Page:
Counselling specialist, Karen Carberry, shares the importance of mental well-being and why Black people should get counsellors who understand their culture and history
Talking about one’s mental health and mental well-being has historically been a taboo in the Church. As a family and systemic psychotherapist, I work with children, adult individuals, couples and families. I have often witnessed the dilemmas of Christians and non-Christians, who struggle with internal feelings of ‘righteous anger’ when encountering an offence to their character or feelings, rather than following the guiding scriptural principles on how to manage emotional upsets.
Family breakdown can cause generational wounds and therefore the Scripture, ‘Honour thy father and thy mother, so that you may live long in the land the Lord your God is giving you’ (Exodus 20:12), can be troubling to those with adverse early childhood experiences, who are then looking for help to either move on, process the difficulties, or find healing through therapy.
With the recent demise of Tina Turner, many are switching on to watch the acclaimed film ‘What’s love got to do with it?’, and asking themselves, what happens when the person you ‘turn the other cheek to’ is your husband or wife (Matthew 5:38-40) and how can I get support to manage my emotions, our couple relationship, and/or the effects on the children? Find a specialist to work with who is experienced in this field and understands the stigma that is often held within the Black community regarding therapy.
I often work with clients who experience workplace bullying, harassment, racism and micro-aggressions – those small incremental slights that chip away at one’s confidence and may be racially motivated. What happens when you honour your line manager at work, and he or she is consistently abusive, demeaning and degrading you in front of your colleagues or in secret? The Scripture, from 1 Peter 2:18: ‘Servants, submit yourselves to your masters with all respect, not only to those who are good and gentle, but even to those who are unreasonable’ may seem unjust and, left untreated, the unattended complexity of thoughts and feelings which arise may materialise as anxiety or low mood.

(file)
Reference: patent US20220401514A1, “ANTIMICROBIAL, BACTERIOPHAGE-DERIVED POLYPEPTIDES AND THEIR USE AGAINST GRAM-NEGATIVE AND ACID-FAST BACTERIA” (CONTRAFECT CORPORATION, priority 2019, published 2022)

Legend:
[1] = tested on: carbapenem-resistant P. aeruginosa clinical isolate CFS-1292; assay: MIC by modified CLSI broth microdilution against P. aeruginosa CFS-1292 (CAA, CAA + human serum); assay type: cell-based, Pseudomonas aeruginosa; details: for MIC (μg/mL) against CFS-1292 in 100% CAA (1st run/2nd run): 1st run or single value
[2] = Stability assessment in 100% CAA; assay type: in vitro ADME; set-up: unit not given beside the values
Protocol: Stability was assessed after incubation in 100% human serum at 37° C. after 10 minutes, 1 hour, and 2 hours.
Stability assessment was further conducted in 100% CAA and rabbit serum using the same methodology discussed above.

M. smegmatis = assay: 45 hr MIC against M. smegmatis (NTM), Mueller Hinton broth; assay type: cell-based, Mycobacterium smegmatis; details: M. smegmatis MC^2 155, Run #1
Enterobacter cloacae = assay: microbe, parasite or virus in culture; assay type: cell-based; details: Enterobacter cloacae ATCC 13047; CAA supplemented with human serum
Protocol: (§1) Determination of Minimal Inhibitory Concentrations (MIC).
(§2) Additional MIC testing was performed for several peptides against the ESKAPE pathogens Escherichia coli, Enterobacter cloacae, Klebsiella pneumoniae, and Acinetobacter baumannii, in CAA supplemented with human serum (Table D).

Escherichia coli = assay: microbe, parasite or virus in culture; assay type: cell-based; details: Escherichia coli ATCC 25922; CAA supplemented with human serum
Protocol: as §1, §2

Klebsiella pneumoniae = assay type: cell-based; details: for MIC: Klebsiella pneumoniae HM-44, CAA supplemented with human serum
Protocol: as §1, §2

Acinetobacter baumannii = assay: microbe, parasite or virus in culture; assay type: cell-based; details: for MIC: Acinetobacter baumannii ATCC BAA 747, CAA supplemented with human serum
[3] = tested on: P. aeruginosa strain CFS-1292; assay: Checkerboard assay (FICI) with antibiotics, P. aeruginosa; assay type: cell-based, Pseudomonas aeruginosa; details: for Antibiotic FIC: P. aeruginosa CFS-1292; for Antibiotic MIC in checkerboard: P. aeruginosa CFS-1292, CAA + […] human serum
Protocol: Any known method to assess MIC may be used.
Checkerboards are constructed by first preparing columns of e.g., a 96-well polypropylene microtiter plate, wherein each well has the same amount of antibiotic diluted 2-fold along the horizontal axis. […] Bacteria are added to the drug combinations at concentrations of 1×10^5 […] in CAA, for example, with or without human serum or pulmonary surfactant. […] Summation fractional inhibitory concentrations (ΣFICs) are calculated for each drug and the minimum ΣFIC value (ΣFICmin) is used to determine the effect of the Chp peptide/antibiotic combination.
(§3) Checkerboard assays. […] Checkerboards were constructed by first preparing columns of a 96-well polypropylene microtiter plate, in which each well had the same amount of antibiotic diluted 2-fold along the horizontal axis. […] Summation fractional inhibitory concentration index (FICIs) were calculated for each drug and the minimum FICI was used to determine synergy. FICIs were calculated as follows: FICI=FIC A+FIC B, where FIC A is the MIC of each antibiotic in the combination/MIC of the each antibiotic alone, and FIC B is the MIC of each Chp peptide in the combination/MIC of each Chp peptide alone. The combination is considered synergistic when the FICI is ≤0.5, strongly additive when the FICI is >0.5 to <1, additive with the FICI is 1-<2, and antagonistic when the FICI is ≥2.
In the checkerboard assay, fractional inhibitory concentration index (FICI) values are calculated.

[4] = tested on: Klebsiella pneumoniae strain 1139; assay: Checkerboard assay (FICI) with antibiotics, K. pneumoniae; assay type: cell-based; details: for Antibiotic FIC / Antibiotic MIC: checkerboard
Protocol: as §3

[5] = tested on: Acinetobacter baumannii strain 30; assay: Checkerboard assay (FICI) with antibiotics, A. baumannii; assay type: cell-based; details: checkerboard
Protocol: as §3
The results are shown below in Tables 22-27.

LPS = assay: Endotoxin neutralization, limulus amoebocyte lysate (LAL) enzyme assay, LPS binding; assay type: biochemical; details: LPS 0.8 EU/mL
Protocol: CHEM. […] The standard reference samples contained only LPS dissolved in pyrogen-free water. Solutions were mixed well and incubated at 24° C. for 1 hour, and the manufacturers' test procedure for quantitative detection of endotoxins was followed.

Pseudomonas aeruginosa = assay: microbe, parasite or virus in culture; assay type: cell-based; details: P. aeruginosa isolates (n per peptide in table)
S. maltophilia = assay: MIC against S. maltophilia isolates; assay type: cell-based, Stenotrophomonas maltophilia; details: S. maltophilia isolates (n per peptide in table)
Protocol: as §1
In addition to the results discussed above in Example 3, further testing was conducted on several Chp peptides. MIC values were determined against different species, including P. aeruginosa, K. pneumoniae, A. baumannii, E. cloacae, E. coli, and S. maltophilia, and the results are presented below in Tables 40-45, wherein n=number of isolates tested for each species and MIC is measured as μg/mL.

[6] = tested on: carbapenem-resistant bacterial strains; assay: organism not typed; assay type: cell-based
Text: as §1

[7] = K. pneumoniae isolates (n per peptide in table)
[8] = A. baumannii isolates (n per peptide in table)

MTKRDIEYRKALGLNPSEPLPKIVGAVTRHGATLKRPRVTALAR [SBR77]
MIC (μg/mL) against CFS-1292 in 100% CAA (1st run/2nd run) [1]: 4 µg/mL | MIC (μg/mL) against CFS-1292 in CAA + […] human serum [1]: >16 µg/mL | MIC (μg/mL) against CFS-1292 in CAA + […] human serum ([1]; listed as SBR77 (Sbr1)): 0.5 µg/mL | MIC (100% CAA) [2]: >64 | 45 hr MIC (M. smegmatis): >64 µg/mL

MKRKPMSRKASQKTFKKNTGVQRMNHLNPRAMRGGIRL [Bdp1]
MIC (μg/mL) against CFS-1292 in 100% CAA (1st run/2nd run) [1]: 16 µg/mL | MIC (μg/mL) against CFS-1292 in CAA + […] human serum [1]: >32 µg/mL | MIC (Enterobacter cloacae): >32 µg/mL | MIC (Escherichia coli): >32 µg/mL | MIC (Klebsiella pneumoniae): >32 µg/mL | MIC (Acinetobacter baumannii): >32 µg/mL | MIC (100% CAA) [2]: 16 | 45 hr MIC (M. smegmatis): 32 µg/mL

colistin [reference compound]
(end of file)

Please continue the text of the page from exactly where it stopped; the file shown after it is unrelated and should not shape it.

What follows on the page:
In wanting to access treatment, one may worry that the way in which they are exhibiting their emotions — for example, sullen, tearfulness, crying, and poor sleep — may be called into question if the therapist doesn’t understand that there are different ways people from the global majority express their disquiet and concerns.
Our new book, Therapy in Colour: Intersectional, Anti-Racist and Intercultural Approaches by Therapists of Colour published 15th June by Jessica Kingsley Publishing, is important in that it connects the reader with how Black African, Caribbean and Asian lives are not only impacted through the journey of life, but that each person also responds in nuanced ways dependent upon their belief system, upbringing, cultural and colonial history. The chapters are written by experienced therapists who open up in-depth narratives on how the lives of people of colour — and their responses to life — may contribute to mental health, and are helped through tailor-made theoretical interventions, with proven culturally responsive treatment that works.
How do I make sure I receive the right therapist for my needs?
It is important that your counsellor, psychologist or psychotherapist is qualified and experienced in the area in which you would like treatment and support. Check that they are accredited and registered with an accountable organisation, like the BPS, UKCP, BACP, AFT, who ensure their members are supervised; engage in continuous professional development; and have insurance in place for their private practice.
If you are paying privately, then you will need to ensure you are financially responsible for making payments for each session. If you are accessing a non-fee-paying therapeutic service through the NHS or another organisation, you are within your rights to ask to see someone from your cultural background, or who is experienced in working with clients/families from your ethnicity.
You may find that your employers provide free access to short-term therapy through an Employment Assistance Provider (EAP). Access may be through HR, Occupational Health, or directly through a secure telephone number. Again, you can request to be referred to someone experienced and from your cultural or religious background to help you feel comfortable within your sessions.
Karen Carberry is Acting Chair for AFT; Head of Family and Systemic Practice for Orri, and co-editor of Therapy in Colour: Intersectional, Anti-Racist and Intercultural Approaches by Therapists of Colour.
You can get more information from the following organisations:
British Psychological Society (BPS) www.bps.org.uk
United Kingdom Council for Psychotherapy (UKCP) www.psychotherapy.org.uk
British Association of Counselling and Psychotherapy (BACP) www.bacp.org.uk
Black, African and Asian Therapeutic Network (BAATN) www.baatn.org.uk
Association for Family Therapy and Systemic Practice (AFT) www.aft.org.uk